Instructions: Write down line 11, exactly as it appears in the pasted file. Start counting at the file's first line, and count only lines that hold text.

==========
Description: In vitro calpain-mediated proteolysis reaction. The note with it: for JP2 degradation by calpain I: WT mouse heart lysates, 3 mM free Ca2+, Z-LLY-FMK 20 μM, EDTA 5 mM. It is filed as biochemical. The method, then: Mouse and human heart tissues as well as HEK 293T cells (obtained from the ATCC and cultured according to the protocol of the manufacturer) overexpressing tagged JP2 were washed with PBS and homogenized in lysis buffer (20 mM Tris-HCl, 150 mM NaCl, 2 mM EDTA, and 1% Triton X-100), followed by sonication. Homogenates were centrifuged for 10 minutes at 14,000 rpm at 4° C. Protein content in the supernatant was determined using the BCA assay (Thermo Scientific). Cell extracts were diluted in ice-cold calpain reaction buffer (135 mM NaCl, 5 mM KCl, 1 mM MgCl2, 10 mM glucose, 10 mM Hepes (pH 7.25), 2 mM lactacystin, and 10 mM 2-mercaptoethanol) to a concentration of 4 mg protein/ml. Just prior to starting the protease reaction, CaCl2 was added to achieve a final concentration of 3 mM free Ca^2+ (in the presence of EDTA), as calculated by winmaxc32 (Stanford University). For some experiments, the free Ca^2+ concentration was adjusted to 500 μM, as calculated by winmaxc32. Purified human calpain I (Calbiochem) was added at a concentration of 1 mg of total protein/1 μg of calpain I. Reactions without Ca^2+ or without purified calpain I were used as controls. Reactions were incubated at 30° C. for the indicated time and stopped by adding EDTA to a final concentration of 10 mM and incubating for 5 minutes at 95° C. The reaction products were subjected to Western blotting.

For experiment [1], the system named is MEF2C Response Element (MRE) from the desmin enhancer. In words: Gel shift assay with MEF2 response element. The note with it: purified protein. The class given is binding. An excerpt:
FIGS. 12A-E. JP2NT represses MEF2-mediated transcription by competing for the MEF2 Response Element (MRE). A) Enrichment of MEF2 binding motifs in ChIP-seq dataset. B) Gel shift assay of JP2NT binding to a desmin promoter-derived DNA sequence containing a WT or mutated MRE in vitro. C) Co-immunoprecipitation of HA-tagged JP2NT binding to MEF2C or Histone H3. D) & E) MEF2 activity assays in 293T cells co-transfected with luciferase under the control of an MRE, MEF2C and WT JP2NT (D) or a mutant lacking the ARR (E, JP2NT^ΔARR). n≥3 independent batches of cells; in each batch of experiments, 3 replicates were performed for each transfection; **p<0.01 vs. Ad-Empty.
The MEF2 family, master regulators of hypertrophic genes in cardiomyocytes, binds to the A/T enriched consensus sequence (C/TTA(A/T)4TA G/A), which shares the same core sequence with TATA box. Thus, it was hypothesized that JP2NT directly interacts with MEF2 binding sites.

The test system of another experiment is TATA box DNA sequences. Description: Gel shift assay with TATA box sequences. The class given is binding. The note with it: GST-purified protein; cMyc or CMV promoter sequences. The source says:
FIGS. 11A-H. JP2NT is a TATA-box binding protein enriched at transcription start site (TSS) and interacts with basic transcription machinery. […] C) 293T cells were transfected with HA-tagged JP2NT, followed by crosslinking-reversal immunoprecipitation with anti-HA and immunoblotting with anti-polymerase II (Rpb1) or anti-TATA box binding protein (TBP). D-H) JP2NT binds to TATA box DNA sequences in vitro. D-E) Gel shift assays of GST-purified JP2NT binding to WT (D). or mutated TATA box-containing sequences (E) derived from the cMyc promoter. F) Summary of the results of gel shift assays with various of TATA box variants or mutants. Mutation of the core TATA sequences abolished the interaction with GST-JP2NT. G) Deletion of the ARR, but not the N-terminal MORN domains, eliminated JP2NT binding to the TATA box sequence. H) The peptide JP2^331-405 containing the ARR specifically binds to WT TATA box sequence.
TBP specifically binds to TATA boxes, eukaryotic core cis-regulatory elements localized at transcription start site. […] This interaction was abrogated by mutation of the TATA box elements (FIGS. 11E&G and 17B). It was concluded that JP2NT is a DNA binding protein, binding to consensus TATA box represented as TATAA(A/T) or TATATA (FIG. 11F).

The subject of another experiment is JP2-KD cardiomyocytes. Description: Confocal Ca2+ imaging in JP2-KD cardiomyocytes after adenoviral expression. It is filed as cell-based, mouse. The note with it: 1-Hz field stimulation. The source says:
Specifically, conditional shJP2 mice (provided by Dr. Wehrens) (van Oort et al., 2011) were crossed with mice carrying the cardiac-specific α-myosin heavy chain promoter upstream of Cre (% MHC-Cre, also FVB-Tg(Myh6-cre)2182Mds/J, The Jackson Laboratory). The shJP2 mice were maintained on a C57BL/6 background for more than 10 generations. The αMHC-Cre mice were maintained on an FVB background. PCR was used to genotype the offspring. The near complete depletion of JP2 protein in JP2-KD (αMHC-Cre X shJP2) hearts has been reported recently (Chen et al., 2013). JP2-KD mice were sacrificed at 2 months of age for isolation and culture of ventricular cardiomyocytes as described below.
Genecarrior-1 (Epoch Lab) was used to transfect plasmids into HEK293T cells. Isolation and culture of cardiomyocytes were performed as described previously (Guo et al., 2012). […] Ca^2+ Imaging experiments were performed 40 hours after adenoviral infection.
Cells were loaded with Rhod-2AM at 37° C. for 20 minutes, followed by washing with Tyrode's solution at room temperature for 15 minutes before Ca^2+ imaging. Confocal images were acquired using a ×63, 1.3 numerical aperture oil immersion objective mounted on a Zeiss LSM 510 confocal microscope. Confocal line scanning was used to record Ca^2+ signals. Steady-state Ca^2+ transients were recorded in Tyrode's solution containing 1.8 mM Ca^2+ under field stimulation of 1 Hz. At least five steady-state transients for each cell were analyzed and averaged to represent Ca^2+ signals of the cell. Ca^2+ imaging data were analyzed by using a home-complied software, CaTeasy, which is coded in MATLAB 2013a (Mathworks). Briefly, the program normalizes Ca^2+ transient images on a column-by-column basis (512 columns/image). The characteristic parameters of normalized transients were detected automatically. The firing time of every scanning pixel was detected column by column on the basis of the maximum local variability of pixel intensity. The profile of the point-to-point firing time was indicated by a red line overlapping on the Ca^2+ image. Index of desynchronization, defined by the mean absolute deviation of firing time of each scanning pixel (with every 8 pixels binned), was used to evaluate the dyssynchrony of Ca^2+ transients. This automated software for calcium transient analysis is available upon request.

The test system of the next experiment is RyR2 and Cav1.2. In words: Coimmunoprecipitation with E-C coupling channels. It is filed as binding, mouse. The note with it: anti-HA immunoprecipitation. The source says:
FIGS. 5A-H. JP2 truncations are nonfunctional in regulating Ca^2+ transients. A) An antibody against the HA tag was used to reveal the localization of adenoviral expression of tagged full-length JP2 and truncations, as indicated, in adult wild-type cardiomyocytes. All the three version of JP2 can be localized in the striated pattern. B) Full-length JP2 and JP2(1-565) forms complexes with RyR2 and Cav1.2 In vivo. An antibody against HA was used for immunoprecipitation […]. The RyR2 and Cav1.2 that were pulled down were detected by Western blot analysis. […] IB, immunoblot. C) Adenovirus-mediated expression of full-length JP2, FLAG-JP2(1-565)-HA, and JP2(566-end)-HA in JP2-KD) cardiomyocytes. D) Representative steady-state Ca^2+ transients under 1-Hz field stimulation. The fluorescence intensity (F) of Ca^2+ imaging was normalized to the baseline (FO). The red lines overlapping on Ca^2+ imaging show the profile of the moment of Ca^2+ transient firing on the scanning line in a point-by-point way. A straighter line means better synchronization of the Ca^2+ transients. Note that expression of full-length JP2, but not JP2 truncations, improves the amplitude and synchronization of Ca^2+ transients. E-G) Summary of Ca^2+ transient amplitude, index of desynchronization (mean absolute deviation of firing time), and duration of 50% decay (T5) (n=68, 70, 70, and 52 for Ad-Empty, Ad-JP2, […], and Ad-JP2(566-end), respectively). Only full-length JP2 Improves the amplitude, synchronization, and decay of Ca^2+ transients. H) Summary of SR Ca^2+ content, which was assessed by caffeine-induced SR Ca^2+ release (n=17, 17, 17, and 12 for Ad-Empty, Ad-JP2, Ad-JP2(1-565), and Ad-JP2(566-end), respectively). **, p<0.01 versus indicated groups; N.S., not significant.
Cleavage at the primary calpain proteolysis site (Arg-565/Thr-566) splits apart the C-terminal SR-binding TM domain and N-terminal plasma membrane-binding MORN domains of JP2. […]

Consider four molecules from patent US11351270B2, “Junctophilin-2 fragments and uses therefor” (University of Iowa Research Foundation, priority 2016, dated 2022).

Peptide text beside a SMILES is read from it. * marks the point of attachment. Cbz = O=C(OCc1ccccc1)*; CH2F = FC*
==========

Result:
Cells were loaded with Rhod-2AM at 37° C. for 20 minutes, followed by washing with Tyrode's solution at room temperature for 15 minutes before Ca^2+ imaging. Confocal images were acquired using a ×63, 1.3 numerical aperture oil immersion objective mounted on a Zeiss LSM 510 confocal microscope. Confocal line scanning was used to record Ca^2+ signals. Steady-state Ca^2+ transients were recorded in Tyrode's solution containing 1.8 mM Ca^2+ under field stimulation of 1 Hz. At least five steady-state transients for each cell were analyzed and averaged to represent Ca^2+ signals of the cell. Ca^2+ imaging data were analyzed by using a home-complied software, CaTeasy, which is coded in MATLAB 2013a (Mathworks). Briefly, the program normalizes Ca^2+ transient images on a column-by-column basis (512 columns/image). The characteristic parameters of normalized transients were detected automatically. The firing time of every scanning pixel was detected column by column on the basis of the maximum local variability of pixel intensity. The profile of the point-to-point firing time was indicated by a red line overlapping on the Ca^2+ image. Index of desynchronization, defined by the mean absolute deviation of firing time of each scanning pixel (with every 8 pixels binned), was used to evaluate the dyssynchrony of Ca^2+ transients. This automated software for calcium transient analysis is available upon request.